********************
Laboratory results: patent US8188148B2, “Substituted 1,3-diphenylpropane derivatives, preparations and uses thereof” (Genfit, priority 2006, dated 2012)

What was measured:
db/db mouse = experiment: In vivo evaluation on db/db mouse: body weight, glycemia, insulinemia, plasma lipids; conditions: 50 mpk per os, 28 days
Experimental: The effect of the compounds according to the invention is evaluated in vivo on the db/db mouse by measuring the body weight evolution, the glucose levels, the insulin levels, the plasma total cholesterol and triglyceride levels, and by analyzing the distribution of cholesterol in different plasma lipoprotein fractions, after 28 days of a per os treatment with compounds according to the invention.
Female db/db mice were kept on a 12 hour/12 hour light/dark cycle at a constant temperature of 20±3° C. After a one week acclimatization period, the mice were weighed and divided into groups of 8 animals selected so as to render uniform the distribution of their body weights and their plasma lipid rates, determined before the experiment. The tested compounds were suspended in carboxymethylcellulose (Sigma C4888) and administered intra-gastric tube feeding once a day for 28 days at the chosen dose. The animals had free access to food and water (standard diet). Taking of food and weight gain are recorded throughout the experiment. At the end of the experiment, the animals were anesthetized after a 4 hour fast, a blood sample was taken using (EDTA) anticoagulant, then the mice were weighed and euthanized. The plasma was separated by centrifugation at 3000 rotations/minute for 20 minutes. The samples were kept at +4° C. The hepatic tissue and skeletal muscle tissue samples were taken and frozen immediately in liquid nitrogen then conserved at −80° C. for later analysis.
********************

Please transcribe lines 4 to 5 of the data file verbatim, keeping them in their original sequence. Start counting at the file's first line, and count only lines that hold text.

Experimental: The effect of the compounds according to the invention is evaluated in vivo on the db/db mouse by measuring the body weight evolution, the glucose levels, the insulin levels, the plasma total cholesterol and triglyceride levels, and by analyzing the distribution of cholesterol in different plasma lipoprotein fractions, after 28 days of a per os treatment with compounds according to the invention.
Female db/db mice were kept on a 12 hour/12 hour light/dark cycle at a constant temperature of 20±3° C. After a one week acclimatization period, the mice were weighed and divided into groups of 8 animals selected so as to render uniform the distribution of their body weights and their plasma lipid rates, determined before the experiment. The tested compounds were suspended in carboxymethylcellulose (Sigma C4888) and administered intra-gastric tube feeding once a day for 28 days at the chosen dose. The animals had free access to food and water (standard diet). Taking of food and weight gain are recorded throughout the experiment. At the end of the experiment, the animals were anesthetized after a 4 hour fast, a blood sample was taken using (EDTA) anticoagulant, then the mice were weighed and euthanized. The plasma was separated by centrifugation at 3000 rotations/minute for 20 minutes. The samples were kept at +4° C. The hepatic tissue and skeletal muscle tissue samples were taken and frozen immediately in liquid nitrogen then conserved at −80° C. for later analysis.